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Equity Method of Accounting 

Source: Encyclopedia of Banking & Finance (9h Edition) by Charles J Woelfel
(We recommend this as work of authority.)

A method of accounting for investments in common stock where the investor owns more than 20% of the outstanding voicing stock of another company and can exercise significant influence.  When an investor corporation can exercise significant influence over the operations and financial policies of an investee corporation, generally accepted accounting principles require that the investment in the investee be reported using the equity method.  Significant influence can be determined by such factors as representation on the board of directors, participation in policy-making processes, material intercompany transactions, interchange of managerial personnel, and technological dependency.  It is presumed that an investor can exercise significant influence if he or she owns 20% to 25% of the outstanding common stock of the investee, unless evidence to the contrary is available.

The equity method of accounting for common stock investments reflects the economic substance rather than the legal form that underlies the investment in common stock of another company.  When the equity method of accounting is used, the investor initially records the investment in the stock of an investee at cost.  The investment account is then adjusted to recognize the investor’s share of the income or losses of the investee after the date of acquisition when it is earned by the investee.  Such amounts are included when determining the net income of the investor in the period they are reported by the investee.  This procedure reflects accrual-basis accounting in that revenue is recognized when earned and losses when incurred.  Dividends received from an investee reduce the carrying amount of the investment and are not reported as dividend income.  As a result of applying the equity method, the investment account reflects the investor’s equity in the underlying net assets of the investee.  As an exception to the general rule of revenue recognition, revenue is recognized without a change in working capital.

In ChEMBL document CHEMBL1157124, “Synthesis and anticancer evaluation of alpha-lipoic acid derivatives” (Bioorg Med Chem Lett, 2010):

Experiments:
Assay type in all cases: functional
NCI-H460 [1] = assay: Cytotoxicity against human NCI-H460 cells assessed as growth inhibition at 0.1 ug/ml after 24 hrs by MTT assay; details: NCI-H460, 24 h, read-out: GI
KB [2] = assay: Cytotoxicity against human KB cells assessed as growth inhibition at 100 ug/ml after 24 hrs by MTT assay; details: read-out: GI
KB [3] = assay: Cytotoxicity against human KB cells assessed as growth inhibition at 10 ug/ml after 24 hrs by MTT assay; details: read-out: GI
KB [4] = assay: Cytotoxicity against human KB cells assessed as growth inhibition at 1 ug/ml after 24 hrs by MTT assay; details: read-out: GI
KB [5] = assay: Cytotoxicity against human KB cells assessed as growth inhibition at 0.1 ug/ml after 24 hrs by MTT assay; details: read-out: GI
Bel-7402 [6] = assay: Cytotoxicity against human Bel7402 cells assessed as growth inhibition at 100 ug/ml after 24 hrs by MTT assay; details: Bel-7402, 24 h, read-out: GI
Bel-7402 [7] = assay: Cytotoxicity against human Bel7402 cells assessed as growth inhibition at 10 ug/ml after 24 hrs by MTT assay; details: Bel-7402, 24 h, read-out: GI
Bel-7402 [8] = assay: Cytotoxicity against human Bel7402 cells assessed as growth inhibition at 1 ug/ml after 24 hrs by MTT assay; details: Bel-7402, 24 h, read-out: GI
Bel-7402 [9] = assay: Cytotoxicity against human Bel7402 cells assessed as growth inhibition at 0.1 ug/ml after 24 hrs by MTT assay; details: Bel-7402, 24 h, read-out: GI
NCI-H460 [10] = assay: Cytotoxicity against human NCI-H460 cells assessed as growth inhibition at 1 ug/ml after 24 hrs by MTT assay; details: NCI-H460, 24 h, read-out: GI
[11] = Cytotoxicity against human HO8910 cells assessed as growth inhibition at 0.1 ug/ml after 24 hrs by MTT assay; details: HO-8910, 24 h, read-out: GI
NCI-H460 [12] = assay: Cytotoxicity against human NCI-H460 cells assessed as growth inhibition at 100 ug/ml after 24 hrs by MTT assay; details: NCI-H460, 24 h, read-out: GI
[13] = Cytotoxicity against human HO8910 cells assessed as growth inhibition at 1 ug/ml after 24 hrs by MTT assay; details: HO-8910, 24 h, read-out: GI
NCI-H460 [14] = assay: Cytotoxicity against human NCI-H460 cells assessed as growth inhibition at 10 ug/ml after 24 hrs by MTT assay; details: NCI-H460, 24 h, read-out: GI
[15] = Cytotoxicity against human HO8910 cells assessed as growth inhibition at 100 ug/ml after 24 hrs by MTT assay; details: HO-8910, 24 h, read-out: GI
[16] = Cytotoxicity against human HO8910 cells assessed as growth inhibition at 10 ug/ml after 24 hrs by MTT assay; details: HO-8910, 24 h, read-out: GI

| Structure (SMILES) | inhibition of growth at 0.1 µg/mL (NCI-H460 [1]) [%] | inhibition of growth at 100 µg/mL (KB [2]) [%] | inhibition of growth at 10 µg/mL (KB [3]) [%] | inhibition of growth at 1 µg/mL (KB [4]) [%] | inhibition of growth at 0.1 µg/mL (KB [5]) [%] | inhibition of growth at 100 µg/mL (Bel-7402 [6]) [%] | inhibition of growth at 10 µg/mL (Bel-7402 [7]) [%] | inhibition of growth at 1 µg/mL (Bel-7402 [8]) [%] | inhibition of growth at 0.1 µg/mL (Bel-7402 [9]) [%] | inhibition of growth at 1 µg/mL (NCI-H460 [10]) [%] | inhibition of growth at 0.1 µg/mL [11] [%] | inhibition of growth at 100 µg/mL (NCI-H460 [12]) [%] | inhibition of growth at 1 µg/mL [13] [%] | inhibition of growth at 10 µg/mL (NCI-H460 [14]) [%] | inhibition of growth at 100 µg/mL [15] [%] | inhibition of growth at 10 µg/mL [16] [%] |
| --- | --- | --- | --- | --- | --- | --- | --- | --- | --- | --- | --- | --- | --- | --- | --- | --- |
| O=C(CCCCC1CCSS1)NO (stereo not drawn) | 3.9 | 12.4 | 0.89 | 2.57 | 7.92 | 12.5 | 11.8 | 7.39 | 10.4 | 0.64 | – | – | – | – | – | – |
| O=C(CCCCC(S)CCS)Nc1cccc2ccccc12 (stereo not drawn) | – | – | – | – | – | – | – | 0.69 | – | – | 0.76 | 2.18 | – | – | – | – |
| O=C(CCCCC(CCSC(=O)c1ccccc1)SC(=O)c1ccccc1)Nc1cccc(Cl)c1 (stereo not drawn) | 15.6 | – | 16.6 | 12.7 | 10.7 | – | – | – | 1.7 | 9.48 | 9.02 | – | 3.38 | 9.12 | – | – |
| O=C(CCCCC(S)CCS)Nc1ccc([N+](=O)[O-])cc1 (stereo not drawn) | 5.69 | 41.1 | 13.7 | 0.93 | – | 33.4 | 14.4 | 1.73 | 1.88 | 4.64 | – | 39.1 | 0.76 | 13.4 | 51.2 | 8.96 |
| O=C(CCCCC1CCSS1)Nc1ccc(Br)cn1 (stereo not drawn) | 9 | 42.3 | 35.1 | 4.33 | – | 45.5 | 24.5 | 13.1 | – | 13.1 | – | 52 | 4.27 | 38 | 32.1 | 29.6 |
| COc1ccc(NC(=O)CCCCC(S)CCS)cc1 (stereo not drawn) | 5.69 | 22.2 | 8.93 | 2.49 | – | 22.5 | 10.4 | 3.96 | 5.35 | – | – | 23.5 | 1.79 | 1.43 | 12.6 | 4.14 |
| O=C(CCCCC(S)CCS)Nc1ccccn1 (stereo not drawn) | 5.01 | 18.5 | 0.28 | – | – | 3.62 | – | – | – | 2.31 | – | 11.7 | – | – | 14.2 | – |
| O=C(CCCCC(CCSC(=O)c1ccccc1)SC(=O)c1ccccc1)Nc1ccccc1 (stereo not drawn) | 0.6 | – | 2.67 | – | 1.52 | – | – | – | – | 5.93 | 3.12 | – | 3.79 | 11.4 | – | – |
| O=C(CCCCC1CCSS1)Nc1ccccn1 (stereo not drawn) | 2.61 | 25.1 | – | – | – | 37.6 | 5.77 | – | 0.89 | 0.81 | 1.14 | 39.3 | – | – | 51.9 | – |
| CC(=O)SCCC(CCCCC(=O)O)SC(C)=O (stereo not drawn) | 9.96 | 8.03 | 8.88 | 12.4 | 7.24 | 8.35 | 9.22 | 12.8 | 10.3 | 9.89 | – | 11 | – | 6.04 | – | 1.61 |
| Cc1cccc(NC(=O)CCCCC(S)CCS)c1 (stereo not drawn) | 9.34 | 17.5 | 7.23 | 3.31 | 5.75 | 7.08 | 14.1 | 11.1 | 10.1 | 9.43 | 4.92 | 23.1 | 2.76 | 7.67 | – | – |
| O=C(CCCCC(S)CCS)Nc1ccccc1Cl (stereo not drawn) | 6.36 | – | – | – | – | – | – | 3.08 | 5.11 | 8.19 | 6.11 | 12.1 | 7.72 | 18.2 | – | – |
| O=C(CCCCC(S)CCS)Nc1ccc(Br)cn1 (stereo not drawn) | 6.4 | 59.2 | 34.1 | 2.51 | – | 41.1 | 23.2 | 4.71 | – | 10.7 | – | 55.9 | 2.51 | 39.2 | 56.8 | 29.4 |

In the investor’s income statement, the proportionate share of the investee’s net income is reported as a single-line item, except where the investee has extraordinary items that would be material in the investor’s income statement.  In such a case, the extraordinary item would be reported in the investor’s income statement as extraordinary.  Intercompany profits and losses are eliminated.  Any excess of price paid for the shares over the underlying book value of the net assets of the subsidiary purchased must be identified (for example, purchased goodwill) and, where appropriate, amortized or depreciated.

When an investor owns more than 50% of the outstanding common stock of an investee and so can exercise control over the investee’s operations, consolidated financial statements for the affiliated group are normally presented.

Investments in unconsolidated subsidiaries are reported in consolidated financial statements by the equity method.  In unconsolidated financial statements of a parent company, investments in subsidiaries are reported by the equity method.

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